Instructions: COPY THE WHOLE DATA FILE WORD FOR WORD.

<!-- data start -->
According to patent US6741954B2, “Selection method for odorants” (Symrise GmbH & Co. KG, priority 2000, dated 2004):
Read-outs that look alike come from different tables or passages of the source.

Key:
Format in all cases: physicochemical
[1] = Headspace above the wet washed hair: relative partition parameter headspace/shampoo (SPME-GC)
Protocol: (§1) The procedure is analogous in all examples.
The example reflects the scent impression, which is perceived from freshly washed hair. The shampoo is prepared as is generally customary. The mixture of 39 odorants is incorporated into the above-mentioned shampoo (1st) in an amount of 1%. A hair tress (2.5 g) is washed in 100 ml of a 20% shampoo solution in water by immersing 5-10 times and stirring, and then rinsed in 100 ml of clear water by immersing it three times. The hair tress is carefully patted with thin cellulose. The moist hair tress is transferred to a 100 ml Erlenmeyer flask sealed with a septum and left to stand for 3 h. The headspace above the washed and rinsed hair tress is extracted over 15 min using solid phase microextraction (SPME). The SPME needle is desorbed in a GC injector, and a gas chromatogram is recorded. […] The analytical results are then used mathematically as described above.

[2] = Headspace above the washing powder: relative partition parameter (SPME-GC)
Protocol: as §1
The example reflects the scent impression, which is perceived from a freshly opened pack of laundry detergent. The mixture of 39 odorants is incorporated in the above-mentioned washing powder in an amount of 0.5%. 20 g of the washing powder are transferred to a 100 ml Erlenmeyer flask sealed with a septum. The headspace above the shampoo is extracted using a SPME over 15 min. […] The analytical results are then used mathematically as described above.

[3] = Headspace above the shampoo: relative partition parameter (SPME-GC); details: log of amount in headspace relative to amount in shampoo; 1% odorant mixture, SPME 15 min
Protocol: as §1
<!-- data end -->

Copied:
According to patent US6741954B2, “Selection method for odorants” (Symrise GmbH & Co. KG, priority 2000, dated 2004):
Read-outs that look alike come from different tables or passages of the source.

Key:
Format in all cases: physicochemical
[1] = Headspace above the wet washed hair: relative partition parameter headspace/shampoo (SPME-GC)
Protocol: (§1) The procedure is analogous in all examples.
The example reflects the scent impression, which is perceived from freshly washed hair. The shampoo is prepared as is generally customary. The mixture of 39 odorants is incorporated into the above-mentioned shampoo (1st) in an amount of 1%. A hair tress (2.5 g) is washed in 100 ml of a 20% shampoo solution in water by immersing 5-10 times and stirring, and then rinsed in 100 ml of clear water by immersing it three times. The hair tress is carefully patted with thin cellulose. The moist hair tress is transferred to a 100 ml Erlenmeyer flask sealed with a septum and left to stand for 3 h. The headspace above the washed and rinsed hair tress is extracted over 15 min using solid phase microextraction (SPME). The SPME needle is desorbed in a GC injector, and a gas chromatogram is recorded. […] The analytical results are then used mathematically as described above.

[2] = Headspace above the washing powder: relative partition parameter (SPME-GC)
Protocol: as §1
The example reflects the scent impression, which is perceived from a freshly opened pack of laundry detergent. The mixture of 39 odorants is incorporated in the above-mentioned washing powder in an amount of 0.5%. 20 g of the washing powder are transferred to a 100 ml Erlenmeyer flask sealed with a septum. The headspace above the shampoo is extracted using a SPME over 15 min. […] The analytical results are then used mathematically as described above.

[3] = Headspace above the shampoo: relative partition parameter (SPME-GC); details: log of amount in headspace relative to amount in shampoo; 1% odorant mixture, SPME 15 min
Protocol: as §1